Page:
Adoption of New and Really New Products: The Effects of Self-Regulation Systems and Risk Salience
Journal of Marketing Research, Vol. XLIV , No. 251, pp. 251-260, May, 2007
Posted: 18 Aug 2011
Date Written: 2007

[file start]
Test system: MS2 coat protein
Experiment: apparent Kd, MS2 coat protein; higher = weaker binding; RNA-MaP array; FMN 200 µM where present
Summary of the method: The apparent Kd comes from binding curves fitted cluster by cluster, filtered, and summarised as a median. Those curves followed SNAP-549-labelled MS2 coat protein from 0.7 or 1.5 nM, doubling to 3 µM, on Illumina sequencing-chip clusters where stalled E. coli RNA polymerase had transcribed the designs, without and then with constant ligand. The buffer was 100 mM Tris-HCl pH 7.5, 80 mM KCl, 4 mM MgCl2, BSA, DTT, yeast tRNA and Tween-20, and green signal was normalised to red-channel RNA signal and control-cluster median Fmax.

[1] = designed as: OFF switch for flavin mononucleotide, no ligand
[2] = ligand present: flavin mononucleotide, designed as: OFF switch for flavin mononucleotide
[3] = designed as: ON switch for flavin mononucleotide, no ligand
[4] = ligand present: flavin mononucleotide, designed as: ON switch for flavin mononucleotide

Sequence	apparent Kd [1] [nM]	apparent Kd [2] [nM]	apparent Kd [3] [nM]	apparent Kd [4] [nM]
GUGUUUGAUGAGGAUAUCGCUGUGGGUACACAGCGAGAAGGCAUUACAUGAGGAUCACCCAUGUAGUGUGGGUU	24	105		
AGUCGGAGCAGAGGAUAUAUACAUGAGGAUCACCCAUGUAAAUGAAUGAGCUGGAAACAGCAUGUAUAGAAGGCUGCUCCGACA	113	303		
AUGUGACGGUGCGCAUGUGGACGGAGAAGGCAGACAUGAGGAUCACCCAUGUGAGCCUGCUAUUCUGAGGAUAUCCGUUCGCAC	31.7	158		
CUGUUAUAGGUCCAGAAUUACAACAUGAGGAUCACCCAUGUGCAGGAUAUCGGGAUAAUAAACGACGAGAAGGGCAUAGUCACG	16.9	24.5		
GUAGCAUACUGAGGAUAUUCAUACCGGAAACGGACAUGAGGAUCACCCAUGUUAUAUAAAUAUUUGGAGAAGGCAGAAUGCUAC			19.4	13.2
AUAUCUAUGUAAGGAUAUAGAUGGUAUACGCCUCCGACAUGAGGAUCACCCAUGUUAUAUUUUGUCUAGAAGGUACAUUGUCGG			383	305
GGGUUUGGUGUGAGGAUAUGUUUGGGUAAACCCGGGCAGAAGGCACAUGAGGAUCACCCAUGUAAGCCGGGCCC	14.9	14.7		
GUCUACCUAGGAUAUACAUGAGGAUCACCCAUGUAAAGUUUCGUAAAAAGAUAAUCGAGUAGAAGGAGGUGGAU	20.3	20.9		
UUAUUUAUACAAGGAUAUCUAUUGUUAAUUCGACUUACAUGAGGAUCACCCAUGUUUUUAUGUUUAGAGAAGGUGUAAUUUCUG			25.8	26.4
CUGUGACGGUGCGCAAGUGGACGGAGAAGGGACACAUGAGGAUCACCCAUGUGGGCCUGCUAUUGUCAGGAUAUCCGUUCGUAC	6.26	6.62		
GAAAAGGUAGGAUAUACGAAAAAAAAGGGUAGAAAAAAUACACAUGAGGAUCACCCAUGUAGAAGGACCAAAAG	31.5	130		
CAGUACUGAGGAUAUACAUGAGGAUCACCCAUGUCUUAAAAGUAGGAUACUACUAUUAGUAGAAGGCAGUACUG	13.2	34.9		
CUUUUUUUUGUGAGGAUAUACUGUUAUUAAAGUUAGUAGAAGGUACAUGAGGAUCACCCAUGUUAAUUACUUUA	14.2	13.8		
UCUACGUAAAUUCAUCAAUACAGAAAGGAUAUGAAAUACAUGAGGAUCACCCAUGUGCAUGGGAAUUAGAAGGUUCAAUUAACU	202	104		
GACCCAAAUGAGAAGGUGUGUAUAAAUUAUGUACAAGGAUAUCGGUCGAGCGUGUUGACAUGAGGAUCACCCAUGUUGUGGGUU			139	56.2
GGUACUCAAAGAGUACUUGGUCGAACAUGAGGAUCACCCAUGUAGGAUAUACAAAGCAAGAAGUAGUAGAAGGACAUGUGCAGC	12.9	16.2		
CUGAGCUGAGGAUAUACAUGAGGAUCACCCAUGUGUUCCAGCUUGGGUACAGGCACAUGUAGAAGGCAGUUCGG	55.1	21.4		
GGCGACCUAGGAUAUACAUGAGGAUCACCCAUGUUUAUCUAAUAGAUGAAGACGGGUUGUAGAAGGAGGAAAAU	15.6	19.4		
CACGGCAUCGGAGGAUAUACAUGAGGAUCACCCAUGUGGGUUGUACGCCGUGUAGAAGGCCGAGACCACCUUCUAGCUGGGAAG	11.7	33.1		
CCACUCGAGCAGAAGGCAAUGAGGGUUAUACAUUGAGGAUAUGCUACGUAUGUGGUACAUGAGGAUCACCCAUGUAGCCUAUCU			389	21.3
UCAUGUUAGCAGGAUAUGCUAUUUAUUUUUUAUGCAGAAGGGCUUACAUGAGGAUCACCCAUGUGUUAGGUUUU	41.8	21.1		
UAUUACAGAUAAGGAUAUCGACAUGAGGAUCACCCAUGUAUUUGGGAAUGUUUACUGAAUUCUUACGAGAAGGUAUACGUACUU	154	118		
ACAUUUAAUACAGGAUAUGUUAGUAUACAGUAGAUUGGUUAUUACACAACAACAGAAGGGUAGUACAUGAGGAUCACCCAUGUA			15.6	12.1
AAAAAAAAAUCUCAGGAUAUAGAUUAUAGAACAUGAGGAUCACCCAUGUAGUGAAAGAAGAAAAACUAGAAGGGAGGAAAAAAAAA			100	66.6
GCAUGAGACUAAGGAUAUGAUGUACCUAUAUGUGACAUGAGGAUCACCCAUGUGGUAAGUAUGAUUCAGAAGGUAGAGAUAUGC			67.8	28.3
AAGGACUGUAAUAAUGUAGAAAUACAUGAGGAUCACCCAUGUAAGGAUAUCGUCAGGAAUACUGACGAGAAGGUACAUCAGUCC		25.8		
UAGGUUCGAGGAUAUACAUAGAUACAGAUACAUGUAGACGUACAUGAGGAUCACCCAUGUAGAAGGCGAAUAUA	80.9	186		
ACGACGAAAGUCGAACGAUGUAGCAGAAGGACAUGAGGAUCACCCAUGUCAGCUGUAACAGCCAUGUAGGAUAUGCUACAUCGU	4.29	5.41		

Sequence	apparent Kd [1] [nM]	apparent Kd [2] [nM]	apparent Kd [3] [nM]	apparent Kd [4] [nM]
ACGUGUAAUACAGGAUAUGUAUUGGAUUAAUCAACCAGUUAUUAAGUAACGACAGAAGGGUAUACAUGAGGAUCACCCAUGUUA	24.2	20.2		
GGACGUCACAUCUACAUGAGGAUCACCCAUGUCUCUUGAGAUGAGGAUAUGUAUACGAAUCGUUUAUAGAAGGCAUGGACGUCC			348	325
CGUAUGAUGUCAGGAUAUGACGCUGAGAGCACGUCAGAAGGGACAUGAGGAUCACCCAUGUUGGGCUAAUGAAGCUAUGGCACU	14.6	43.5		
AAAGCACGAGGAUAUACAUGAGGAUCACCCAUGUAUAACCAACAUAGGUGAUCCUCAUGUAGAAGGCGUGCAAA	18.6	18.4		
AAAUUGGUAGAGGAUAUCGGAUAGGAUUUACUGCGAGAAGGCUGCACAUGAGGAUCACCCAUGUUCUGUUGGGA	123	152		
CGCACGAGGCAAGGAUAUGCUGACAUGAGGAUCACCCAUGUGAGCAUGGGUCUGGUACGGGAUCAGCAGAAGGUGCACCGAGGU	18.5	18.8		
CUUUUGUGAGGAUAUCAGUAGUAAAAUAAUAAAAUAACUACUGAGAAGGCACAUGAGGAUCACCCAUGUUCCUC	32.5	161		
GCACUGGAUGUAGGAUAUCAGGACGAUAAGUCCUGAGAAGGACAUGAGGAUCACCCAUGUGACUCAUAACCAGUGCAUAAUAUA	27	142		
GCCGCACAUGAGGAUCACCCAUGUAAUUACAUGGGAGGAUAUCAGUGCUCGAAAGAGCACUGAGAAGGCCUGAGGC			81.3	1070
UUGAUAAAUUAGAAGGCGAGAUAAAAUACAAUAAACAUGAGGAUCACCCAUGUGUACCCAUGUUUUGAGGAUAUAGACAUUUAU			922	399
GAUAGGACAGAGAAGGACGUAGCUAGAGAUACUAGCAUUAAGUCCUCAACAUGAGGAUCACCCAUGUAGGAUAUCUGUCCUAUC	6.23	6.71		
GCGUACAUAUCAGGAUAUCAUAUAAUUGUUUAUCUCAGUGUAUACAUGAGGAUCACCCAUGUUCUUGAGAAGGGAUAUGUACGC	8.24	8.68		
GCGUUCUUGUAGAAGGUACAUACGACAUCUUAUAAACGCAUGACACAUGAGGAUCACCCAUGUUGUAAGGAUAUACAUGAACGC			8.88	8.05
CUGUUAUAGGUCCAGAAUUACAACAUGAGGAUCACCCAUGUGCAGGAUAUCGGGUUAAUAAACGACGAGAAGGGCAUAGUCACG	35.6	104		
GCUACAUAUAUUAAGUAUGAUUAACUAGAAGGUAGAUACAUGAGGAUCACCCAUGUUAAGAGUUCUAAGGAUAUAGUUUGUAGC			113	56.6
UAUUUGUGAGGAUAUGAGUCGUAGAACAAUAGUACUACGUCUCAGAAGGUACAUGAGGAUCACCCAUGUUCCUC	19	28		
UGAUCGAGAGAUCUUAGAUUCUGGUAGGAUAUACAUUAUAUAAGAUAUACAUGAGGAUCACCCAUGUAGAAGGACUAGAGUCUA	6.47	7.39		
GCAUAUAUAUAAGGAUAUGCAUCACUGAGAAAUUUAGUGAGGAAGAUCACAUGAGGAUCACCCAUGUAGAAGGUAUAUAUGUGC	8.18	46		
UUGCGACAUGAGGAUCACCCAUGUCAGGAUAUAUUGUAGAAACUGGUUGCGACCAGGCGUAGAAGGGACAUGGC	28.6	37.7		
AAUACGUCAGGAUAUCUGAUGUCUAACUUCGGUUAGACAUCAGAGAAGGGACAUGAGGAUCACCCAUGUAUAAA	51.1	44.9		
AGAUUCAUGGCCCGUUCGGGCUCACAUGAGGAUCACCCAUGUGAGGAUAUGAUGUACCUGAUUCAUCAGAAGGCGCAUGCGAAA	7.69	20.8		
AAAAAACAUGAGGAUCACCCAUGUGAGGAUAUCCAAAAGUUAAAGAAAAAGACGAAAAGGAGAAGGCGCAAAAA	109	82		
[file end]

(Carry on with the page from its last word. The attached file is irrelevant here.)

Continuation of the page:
This article explores how consumers’ self-regulation affects the likelihood of purchase of new and really new products. A mall-intercept field study shows that consumers with a chronic disposition to be promotion focused own more new high-technology goods and newly launched repeat-purchase items than prevention-focused consumers. There is no difference in ownership of products that have been available for many years. Two laboratory experiments further investigate these findings. In Study 2, the authors manipulate regulatory focus and find that when risks associated with a really new product are not specified to consumers, promotion-focused consumers state higher purchase intentions than prevention-focused consumers. However, when the judgmental context makes the risks salient, prevention- and promotion-focused participants are equally unlikely to purchase the product. Study 3 demonstrates that consumers’ self-regulation is unrelated to purchase intentions for products that are not portrayed as new. Mediation analyses in both laboratory studies show that the effect of regulatory focus on purchase intentions for new products is due to concerns about the performance of the new technology, which are more pronounced among prevention-focused consumers. Finally, the authors discuss managerial implications.
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